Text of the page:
To some extent, China might not mind these reports too much. While the US gov’t sends time and energy towards these false accusations, they aren’t spending time tackling the real problems in the US. This allows China to continue closing the competitiveness gap, and indeed, start surpassing the US. I’m sure any one who doesn’t like the US is rooting for Palin to win 2012 to take self destructive policies even further. The rot of America starts from within, not without, and it needs to be healed from within.

  2. November 20th, 2010 at 05:16 | #2

    I usually don’t read reports like these (no time), but I did quickly peruse through it and didn’t find that much problems with it. In fact, I find it to be useful. If anyone has the time, just read the report, it gives an “honest” perspective of the American View – Foxnews style. These form a good set of seeds for new posts for the future…

    For example, when I quickly perused SECTION 2: THE IMPLICATIONS AND REPERCUSSIONS OF CHINA’S HOLDINGS OF U.S. DEBT, I actually agree with most of what is written. China’s holding of U.S. debt is not strategic, it’s an economic necessity. That we can agree on. The thing that is wrong with it is the lack of the broader picture or deeper economic insight – including the presumption that a currency must be valued by Wall Street Insitutions (i.e. by the likes of Soros) and global central banks (which are mostly corrupt anyways).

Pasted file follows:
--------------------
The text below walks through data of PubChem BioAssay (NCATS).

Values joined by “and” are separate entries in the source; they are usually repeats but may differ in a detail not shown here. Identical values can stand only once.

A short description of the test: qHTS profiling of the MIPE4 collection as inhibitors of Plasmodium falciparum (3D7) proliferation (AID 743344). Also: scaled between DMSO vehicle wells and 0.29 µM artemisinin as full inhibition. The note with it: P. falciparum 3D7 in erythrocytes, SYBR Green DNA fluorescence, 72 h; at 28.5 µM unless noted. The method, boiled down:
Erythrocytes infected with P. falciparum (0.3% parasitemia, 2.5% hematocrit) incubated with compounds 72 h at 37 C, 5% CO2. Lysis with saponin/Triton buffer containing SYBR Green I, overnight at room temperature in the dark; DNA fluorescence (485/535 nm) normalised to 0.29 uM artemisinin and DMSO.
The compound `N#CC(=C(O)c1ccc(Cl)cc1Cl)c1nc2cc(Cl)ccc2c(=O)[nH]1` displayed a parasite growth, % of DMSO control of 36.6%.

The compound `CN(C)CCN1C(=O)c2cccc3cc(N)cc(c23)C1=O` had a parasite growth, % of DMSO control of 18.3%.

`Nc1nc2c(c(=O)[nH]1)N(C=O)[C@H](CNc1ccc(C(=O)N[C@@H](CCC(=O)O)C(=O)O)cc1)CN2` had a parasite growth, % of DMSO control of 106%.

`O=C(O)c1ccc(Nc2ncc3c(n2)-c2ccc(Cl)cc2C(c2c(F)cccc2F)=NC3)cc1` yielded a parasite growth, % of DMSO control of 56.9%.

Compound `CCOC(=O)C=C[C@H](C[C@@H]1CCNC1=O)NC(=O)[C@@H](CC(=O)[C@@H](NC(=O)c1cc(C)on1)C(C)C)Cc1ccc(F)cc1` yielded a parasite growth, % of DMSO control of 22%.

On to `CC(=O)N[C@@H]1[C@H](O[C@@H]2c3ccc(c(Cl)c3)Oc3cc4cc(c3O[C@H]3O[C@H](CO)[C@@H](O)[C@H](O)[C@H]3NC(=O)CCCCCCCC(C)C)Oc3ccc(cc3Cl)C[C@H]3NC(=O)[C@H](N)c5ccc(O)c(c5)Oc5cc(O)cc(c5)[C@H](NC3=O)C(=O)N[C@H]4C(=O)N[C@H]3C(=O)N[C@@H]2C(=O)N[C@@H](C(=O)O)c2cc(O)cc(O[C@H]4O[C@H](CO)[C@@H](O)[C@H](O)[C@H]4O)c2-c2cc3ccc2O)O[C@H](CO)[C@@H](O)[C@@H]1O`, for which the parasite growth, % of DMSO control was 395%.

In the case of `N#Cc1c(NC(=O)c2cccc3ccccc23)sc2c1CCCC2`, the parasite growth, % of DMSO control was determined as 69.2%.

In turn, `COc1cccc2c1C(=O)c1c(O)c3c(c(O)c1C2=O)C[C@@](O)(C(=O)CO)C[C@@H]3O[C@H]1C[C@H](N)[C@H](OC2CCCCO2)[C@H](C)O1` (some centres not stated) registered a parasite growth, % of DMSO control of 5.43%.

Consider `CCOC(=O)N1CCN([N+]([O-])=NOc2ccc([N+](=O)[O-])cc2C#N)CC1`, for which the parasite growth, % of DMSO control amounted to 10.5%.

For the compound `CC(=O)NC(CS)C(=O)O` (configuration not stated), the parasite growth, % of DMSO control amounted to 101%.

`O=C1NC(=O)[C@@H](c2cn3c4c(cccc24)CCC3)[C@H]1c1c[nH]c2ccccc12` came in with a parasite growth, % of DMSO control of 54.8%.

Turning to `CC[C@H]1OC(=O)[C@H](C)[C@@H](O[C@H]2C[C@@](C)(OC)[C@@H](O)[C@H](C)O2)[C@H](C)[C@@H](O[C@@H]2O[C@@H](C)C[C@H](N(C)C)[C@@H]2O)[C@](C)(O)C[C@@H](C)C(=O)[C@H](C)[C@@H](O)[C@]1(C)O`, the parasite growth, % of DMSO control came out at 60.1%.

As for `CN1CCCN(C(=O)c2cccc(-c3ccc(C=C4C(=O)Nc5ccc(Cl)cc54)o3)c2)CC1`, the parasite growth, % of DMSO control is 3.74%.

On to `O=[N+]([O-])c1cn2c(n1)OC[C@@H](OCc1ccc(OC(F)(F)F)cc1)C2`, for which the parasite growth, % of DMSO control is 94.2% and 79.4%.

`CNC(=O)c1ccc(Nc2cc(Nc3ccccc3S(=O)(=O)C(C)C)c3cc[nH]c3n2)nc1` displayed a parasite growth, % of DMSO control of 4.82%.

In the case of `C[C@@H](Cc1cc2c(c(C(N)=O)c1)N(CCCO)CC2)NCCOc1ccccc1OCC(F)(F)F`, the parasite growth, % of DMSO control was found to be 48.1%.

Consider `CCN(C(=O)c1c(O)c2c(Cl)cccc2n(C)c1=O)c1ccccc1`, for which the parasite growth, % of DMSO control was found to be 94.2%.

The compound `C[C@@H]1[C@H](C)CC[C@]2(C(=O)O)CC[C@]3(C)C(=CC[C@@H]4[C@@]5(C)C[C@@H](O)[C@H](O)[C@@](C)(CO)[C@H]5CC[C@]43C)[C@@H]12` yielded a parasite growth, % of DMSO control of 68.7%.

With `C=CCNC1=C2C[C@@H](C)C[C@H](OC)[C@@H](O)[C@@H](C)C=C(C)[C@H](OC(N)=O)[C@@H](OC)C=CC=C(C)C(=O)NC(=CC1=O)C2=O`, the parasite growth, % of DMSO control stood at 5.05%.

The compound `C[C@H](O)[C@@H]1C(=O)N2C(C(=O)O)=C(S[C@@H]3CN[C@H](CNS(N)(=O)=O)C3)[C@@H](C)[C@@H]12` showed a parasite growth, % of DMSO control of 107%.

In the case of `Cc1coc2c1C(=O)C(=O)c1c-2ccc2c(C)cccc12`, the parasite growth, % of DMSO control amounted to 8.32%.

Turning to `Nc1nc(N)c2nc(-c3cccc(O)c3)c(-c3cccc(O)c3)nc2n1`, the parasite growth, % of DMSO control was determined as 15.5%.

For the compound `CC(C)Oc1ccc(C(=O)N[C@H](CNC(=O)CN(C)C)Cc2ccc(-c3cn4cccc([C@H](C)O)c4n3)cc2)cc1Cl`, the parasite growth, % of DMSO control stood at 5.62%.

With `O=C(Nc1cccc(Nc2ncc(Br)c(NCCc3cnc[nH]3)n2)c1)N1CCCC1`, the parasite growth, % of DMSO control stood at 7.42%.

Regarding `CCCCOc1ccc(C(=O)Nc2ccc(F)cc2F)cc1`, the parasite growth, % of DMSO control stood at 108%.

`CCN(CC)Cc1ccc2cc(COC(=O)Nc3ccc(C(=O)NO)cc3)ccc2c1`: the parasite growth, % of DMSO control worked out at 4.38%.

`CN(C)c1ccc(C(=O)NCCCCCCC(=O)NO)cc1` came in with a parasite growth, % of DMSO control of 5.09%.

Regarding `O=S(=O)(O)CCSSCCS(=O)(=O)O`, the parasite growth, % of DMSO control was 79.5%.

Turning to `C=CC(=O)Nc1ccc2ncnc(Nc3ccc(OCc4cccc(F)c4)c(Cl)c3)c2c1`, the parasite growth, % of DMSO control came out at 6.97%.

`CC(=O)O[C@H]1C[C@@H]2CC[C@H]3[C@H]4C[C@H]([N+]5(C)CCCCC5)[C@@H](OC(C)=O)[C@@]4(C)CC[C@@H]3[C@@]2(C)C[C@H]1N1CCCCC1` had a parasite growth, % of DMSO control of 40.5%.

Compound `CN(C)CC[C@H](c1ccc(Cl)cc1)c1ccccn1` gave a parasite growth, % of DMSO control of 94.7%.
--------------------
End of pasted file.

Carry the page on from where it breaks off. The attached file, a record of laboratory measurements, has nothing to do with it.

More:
3. Charles Liu
    November 20th, 2010 at 16:22 | #3

    China was the only one unscathed during the Asian financial crisis during the 90’s – could it be because the IMF had no hand in China’s affairs? I remember news of Thai Bhat raped in open market, and Koreans were donating their gold jewery to the government.

    As to proliferation, how does China’s nuclear weapon compare to ours? China’s ICBM hasn’t changed much since deployment in the 80’s, unfueled and warheads stored off-site. The PLA worrys more about accidental firing than actually using it.

  4. silentvoice
    November 21st, 2010 at 17:08 | #4


    Agreed. And the longer the Americans put off reforming Social Security, Medicare, and spend more money to 'nation build' in the Middle East, the better for the rest of the world.

  5. November 21st, 2010 at 23:06 | #5

    I’ll eventually make a more serious and sincere rebuttal to this report.

    My main concern is that both Democrats and the Republicans only agrees on one thing – that is to blame foreigners for the declining status of the United States. (I should say the U.S. media too.) Given the incredible power of the U.S. military, that coupling is dangerous for our world.